Some athletes believe trash talk is about volume. Yell and gesture and attract attention by shouting some cliché such as “How you like me now?”
Trash talk has never been about volume. The less you have to say, the louder you have to say it. The trick is to get inside. Unnerve the competition, and by doing so get them to think about something other than what they’re supposed to think about.
Kevin Harvick talked trash beautifully last season before the championship at Homestead-Miami Speedway. He went after Joey Logano, who was young and competing for his first championship. Maybe Harvick would have won the Ford Ecoboost 400 and the NASCAR Sprint Cup championship if he hadn’t talked, and maybe Logano still would have finished 16th.
Just as some races have pre-race air shows or concerts, Homestead-Miami has trash talk. In 2010, it was Harvick and Jimmie Johnson against Denny Hamlin. In 2011, it was Tony Stewart on Carl Edwards.
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On Thursday, Harvick was on a stage at the Diplomat, a stately and elegant hotel on the water north of Miami. Harvick sat on the right. On his left were, in this order, Jeff Gordon, Kyle Busch and finally Martin Truex.
Each came with a story. Harvick is the favorite and defending champion. Gordon is the retiring legend. Busch underwent two major developments this season. He broke his leg and turned nice. Truex is the underdog. He works for a one-car operation based in Denver, Colo.
Whose story is best?
“I’m not even close to the story,” says Harvick. “It’s between those three.”
“He’s the favorite,” Gordon says of Harvick. “We’re the sentimentals.”
Harvick and the Sentimentals sounds like a Jersey Boys band.
“The way I see it, these three next to me are supposed to win the championship,” says Truex. “And I’m probably not. So it’s a pretty cool story in itself.”
A fan asked a question that was delivered by a media member. If you can’t win, who would you like to see win?
“I don’t think that’s an approved question,” says Harvick. “They don’t have an affiliation.
“See, you guys are missing the whole goal. The whole goal is to not (tick) anybody off to the point where ... you motivate them. I think they’re all great stories.”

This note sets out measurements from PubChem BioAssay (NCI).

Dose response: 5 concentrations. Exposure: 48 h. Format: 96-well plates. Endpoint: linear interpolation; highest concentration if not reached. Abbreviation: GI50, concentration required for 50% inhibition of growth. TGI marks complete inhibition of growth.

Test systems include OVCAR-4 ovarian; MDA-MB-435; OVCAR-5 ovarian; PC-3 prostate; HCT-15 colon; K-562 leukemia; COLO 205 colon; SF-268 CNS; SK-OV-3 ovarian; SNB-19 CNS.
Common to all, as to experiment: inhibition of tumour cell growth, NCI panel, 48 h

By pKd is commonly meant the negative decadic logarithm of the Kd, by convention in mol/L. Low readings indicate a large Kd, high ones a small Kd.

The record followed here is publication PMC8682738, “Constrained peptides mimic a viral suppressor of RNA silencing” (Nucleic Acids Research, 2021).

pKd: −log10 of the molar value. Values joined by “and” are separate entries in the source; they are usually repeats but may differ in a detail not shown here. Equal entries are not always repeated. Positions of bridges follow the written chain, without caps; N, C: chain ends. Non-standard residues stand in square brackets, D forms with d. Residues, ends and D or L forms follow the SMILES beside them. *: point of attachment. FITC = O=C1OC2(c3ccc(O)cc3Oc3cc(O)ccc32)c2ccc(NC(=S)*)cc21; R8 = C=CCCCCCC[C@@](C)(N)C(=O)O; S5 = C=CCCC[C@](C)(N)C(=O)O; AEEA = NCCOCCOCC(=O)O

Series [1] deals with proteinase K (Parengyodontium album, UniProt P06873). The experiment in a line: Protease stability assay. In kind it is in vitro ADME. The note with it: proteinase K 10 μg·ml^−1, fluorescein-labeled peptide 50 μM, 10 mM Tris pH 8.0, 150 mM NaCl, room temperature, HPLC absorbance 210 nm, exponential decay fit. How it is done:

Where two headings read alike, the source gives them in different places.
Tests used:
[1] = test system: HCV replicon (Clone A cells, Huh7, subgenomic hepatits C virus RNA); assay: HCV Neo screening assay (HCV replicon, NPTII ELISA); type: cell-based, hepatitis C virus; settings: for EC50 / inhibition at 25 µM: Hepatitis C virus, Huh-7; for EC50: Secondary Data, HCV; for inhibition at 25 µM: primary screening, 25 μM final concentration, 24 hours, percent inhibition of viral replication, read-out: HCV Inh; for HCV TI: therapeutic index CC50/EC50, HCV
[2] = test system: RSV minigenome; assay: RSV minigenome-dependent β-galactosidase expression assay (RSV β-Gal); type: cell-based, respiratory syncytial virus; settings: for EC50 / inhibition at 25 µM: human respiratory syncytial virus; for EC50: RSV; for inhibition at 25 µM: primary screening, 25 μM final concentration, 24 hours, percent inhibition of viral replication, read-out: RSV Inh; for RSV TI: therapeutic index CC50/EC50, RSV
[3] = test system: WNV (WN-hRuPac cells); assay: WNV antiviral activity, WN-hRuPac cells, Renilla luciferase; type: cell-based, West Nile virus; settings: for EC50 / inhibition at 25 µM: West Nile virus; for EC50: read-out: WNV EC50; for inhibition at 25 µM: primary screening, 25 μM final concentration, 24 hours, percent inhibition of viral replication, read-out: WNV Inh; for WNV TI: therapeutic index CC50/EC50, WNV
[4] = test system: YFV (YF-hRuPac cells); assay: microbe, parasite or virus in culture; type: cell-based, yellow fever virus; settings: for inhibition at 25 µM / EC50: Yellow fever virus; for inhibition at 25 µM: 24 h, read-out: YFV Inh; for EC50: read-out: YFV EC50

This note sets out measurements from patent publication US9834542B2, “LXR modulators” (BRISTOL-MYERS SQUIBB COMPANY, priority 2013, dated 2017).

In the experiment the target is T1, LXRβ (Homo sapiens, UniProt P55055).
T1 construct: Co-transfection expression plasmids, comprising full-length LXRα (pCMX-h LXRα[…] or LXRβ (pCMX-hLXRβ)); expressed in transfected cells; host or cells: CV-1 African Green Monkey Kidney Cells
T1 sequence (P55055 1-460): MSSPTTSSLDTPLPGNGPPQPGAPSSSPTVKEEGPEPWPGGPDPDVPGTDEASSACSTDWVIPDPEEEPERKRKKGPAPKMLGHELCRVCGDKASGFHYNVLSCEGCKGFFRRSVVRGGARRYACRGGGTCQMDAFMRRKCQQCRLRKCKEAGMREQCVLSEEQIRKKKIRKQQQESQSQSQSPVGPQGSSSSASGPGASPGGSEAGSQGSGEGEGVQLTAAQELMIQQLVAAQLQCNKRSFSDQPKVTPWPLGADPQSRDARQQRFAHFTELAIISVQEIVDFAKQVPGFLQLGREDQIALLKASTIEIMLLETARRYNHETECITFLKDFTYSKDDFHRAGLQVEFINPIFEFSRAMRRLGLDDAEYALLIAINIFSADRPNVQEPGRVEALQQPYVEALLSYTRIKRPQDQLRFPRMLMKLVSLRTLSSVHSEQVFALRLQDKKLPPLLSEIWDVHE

“I’m going with Harvick,” says Gordon. “I’m saying I agree with Harvick. I’m not saying I’m going with him. I want all three of you guys to come across the line in a photo finish if I can’t be in front of you.”
“I’ll go with my childhood hero, Jeff Gordon,” says Busch.
Somebody said, “Awwww.”
“This is a total setup,” says Truex. “That’s all I’ve got.”
The longer they talked, the nicer they became. Perhaps this was Harvick at his most devious. Perhaps he was going to be nice and nicer and then – unnerve. Perhaps that was the total setup.
But it finally became evident. There would be no setup. Why?
“I think it’s his fault,” Harvick says, pointing to Gordon. “We’re going to blame it on him. It’s a little bit different, I think, just for the fact that I know we all want to win. We all want to have a championship.
“But in the end, you don’t want to be the guy that was disrespectful at Jeff Gordon’s last press conference.”
“God,” says Gordon. “I hope he’s thinking like that on Sunday, too.”
“It’s Thursday, Jeff, it’s Thursday,” says Harvick. “But I don’t know, yeah, I just don’t think it’s – I think there’s a lot of respect for where everybody is at, and I think when you look at Martin and everything that those guys have done with what they’ve gotten in Colorado, and here they are, and you look at Kyle breaking his leg and fighting back, and Jeff, who’s going to retire and run the last race, there’s really no reason to create a story.”
Harvick, Gordon, Busch and Truex are a compelling final four. That’s the story.